If you watched the news on Friday, you might have seen our Jules Vasquez asking Prime Minister Dean Barrow about a mysterious special meeting he'd had on Wednesday with a majority of Cabinet Ministers. The contingent notably did not include aspirants for leader Patrick Faber and John Saldivar. We knew there was something major afoot, but, in our interview, the PM didn't let on too much - he would only say it was about next Tuesday's Cabinet meeting - which we now know, will be a game-changer.
We have learned that last Wednesday's gathering was pivotal, because it was all about how long Prime Minister Dean Barrow will remain at the helm before stepping aside and handing over to a successor. 7News has learned from multiple sources that 15 Cabinet ministers have asked the PM to stick around as long as possible, and that could mean right up to the date when he calls the 2020 election and dissolves parliament.
That's a big change from the previous position that Barrow would handover sometime after a 2019 UDP leadership convention. Now, after the events of last week, that timeline has been scratched and it doesn't look like there is even going to be a leadership convention in 2019.
Sources tell 7News that the entire Cabinet - with the exception of Patrick Faber - has appealed to Prime Minister Barrow to stay in office until possibly as late as September of 2020, two months before the November general election. And, 7News has learned, the group making the appeal includes aspirant for leader John Saldivar. And that's major - because it puts Deputy Prime Minister Faber as the odd man out - and would seem to derail his hopes of taking over as Prime Minister when Barrow steps aside before the end of the term. In fact, sources tell us that Faber loyalists may have been calling around to rally others to push for PM Barrow's early departure, but now the opposite has happened: He's not going anywhere anytime soon.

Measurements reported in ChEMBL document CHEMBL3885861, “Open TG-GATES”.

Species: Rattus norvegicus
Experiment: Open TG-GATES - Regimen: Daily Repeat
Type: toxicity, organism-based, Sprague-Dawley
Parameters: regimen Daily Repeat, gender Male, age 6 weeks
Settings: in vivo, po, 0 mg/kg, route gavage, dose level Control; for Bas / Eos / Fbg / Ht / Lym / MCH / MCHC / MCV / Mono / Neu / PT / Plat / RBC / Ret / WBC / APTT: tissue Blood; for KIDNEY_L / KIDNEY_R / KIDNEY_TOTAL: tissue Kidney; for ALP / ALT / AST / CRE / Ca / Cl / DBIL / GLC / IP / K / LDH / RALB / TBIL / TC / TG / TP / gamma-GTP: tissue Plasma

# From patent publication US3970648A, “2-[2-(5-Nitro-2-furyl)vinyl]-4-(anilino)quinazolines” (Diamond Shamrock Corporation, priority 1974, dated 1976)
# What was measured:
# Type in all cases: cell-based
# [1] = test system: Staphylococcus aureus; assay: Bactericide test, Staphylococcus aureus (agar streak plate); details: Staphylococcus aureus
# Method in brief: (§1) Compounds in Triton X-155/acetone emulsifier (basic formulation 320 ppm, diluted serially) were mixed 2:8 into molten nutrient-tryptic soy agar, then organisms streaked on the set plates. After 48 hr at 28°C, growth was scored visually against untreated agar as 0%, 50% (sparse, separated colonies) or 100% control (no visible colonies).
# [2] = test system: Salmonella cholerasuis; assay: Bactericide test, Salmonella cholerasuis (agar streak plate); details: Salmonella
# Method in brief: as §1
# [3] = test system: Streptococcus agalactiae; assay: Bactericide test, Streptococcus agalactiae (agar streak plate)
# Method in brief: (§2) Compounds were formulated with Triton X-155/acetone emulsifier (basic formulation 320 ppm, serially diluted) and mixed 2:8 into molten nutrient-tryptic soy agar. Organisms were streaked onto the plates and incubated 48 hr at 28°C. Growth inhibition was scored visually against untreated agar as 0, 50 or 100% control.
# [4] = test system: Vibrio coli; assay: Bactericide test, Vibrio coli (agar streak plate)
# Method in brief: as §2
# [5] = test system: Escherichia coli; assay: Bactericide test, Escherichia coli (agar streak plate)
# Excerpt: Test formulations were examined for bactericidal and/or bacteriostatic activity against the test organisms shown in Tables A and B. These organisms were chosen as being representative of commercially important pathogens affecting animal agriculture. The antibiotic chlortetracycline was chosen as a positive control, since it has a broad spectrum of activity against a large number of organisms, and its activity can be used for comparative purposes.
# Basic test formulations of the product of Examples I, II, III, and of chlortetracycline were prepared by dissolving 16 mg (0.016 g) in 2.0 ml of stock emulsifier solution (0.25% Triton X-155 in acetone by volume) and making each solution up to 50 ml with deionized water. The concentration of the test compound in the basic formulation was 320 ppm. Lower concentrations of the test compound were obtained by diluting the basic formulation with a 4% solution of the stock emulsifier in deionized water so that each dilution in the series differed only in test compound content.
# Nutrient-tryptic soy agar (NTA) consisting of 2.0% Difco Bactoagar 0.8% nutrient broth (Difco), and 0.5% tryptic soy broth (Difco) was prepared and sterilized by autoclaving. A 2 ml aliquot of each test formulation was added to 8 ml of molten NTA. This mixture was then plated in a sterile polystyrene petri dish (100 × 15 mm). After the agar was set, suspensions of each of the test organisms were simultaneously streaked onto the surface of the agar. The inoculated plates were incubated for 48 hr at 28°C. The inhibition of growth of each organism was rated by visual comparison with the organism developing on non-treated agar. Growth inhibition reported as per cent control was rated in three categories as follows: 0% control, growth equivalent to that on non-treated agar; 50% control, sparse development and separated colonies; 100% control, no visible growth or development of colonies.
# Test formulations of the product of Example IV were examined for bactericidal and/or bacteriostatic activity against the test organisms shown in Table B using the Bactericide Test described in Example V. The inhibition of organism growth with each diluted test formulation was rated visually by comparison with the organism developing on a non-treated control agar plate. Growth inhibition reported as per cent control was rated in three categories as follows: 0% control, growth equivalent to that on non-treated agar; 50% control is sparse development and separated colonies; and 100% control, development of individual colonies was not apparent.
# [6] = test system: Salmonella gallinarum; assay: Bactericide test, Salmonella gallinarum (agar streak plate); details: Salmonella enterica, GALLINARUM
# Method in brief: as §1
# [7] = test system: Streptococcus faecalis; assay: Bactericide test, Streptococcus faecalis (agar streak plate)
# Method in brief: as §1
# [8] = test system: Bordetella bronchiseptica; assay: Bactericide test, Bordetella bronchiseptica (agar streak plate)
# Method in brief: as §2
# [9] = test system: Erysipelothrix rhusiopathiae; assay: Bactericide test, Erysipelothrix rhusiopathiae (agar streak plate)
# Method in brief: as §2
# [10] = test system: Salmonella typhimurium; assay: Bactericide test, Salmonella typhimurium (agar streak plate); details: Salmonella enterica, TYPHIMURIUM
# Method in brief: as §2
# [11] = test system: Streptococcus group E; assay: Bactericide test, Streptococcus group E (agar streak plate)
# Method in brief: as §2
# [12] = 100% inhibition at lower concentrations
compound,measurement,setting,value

That could put Faber in a political vacuum: isolated from his Cabinet colleagues, and his Prime Ministerial ambition has gone from a fast-track to a very slow and uncertain one. And having few to no allies who would switch loyalty from the PM - the reality is that he will most likely have to accept this sudden turn - or risk further Cabinet isolation.
But while the power play intrigues, what's happening here is really a crisis of succession: a super-majority of the Cabinet realizes that if PM Barrow doesn't stick around - the party might splinter under either Saldivar or Faber, and, moreover, the UDP's hopes of winning a fourth term would go from difficult, to impossible.
This puts the PM in a position of maximum leverage - and as we understand all this will be cemented at a Cabinet meeting tomorrow. But sources tell us the Deputy PM Faber is traveling and won't be there. His reaction over the coming days and weeks should be interesting.